ECB Wins Top Court Fight With Latvia Over Ban on Rimsevics
(Bloomberg) -- The European Union’s highest court overturned Latvia’s suspension of central bank Governor Ilmars Rimsevics as part of a bribery probe that’s shaken the Baltic nation.
In a victory for the European Central Bank, the EU Court of Justice on Tuesday said Latvia last year illegally prohibited the ECB Governing Council member from performing his role as central bank governor.
The judges ruled that Latvia had failed to establish that “the relieving of Mr. Rimsevics from office is based on the existence of sufficient indications that he has engaged in serious misconduct.”
Both Rimsevics, who is a ECB Governing Council member, and the Frankfurt-based central bank had challenged Latvia over the measures, which included suspension of duties in the central bank. The EU court decision can’t be appealed.
Rimsevics “can return to work already today,” General Prosecutor Eriks Kalnmeiers told journalists in Riga on Tuesday. Still, the Latvian central banker faces restrictions on his travel, his bail and on meeting certain people, and without a security clearance he won’t have access to certain documents at the central bank, Kalnmeiers said.
The court’s decision was “more severe” than expected, Martins Kveps, a lawyer for Rimsevics, said by telephone, since his lawyers asked for a declaratory judgment and not a full lifting of the restriction.
Latvia decided against handing over information to the EU court on Rimsevics, since the tribunal said it would then share the information with the defense, Kalnmeiers said on Tuesday. Latvia’s representatives were not aware they could submit information confidentially, he said. Rimsevics’s decision to continue to give testimony to prosecutors, which then had to be checked out, slowing the process to send it to court in Latvia, Kalnmeiers said earlier.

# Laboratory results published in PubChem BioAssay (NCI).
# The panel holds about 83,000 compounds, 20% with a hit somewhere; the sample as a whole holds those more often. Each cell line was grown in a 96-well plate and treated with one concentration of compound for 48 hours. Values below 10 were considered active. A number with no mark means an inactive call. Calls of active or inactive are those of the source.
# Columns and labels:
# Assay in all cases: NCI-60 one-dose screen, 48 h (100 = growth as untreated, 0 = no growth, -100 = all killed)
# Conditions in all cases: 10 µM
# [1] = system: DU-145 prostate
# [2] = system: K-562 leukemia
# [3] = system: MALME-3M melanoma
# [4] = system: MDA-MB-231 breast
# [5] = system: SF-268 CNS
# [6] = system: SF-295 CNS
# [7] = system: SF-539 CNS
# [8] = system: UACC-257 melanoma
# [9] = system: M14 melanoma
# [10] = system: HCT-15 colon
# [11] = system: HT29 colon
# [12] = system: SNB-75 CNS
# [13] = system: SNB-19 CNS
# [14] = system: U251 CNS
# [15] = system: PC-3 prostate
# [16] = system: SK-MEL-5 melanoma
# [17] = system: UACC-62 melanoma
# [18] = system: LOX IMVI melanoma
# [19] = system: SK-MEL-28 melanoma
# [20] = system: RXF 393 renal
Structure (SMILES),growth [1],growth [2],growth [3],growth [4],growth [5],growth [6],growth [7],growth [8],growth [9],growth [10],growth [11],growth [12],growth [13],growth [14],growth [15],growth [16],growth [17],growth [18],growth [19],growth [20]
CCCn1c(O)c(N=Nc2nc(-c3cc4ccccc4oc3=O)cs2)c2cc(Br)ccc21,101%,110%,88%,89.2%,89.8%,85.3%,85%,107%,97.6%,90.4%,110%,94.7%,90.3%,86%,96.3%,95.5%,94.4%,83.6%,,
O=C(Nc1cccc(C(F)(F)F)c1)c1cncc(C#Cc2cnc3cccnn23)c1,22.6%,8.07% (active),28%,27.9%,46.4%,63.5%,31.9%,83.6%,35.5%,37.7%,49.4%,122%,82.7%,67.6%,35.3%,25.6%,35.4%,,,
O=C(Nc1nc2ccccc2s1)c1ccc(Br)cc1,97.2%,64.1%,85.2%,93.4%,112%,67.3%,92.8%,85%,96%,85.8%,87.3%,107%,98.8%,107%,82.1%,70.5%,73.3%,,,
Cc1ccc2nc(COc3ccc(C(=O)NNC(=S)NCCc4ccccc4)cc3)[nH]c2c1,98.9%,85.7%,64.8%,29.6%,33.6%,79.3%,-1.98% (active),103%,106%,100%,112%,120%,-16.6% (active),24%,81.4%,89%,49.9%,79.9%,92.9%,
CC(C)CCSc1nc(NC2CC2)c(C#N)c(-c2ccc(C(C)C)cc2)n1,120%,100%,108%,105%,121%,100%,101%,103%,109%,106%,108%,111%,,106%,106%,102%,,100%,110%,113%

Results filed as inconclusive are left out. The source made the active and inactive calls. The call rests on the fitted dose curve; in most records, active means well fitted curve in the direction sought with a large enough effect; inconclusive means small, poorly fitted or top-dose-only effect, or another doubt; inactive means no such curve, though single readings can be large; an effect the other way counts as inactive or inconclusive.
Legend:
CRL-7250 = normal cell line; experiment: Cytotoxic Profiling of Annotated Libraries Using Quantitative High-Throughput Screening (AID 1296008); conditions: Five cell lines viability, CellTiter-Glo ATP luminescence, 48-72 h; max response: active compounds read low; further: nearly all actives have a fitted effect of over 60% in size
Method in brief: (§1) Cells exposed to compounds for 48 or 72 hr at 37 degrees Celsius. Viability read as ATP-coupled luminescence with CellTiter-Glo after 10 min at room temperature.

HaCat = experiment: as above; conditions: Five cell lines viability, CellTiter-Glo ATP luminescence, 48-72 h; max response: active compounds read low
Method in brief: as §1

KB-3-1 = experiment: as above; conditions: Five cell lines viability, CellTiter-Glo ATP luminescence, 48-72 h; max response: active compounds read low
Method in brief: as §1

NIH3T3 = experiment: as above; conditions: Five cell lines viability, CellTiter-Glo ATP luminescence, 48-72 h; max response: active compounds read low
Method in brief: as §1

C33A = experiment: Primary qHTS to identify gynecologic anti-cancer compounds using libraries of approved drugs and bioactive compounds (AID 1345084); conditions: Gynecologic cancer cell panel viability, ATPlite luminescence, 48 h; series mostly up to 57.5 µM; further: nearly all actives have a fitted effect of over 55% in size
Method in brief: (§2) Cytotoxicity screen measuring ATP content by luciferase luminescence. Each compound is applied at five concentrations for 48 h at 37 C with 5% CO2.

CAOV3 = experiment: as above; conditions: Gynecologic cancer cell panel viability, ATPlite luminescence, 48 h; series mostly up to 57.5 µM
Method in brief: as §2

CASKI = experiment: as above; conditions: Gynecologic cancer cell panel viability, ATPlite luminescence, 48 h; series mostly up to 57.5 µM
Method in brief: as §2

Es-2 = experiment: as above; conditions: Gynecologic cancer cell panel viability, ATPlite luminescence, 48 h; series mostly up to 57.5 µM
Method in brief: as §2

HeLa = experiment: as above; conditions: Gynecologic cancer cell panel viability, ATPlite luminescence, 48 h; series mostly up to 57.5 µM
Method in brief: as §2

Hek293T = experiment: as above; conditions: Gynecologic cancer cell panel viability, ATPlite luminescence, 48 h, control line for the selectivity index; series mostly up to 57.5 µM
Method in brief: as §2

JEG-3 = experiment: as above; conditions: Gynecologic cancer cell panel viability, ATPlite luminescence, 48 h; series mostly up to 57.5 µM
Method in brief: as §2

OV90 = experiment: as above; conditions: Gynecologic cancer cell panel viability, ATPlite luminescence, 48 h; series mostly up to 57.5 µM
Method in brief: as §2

The Latvian central banker was met in February last year by police at the airport after returning from Spain, detained and questioned in a bribery probe. He was charged with accepting bribes of about 250,000 euros ($283,975) and a trip from a local lender, in exchange for help with regulatory issues.
Rimsevics has denied all wrongdoing and blamed a group of banks for the allegations and began giving testimony to Latvian prosecutors. His term of office runs out in December.
The ECB accused Latvia at an EU court hearing in September of “disregarding entirely” the constitutional independence of Rimsevics and to apply “the most restrictive” measure available, which effectively suspended the governor from all his main roles until the end of the criminal probes.
The central banker’s detention came amid a whirlwind of damaging information about Latvia and its banks in February 2018. Days before Rimsevics’s troubles, the U.S. Treasury accused ABLV Bank AS of money laundering and proposed banning it from the American financial system, sparking its demise. Rimsevics blamed ABLV for his legal woes, while ABLV blamed Rimsevics for the U.S. Treasury decision. Both deny wrongdoing and both are fighting in court to clear their name.
The ECB said it took note of the ruling and the Bank of Latvia declined to immediately comment.
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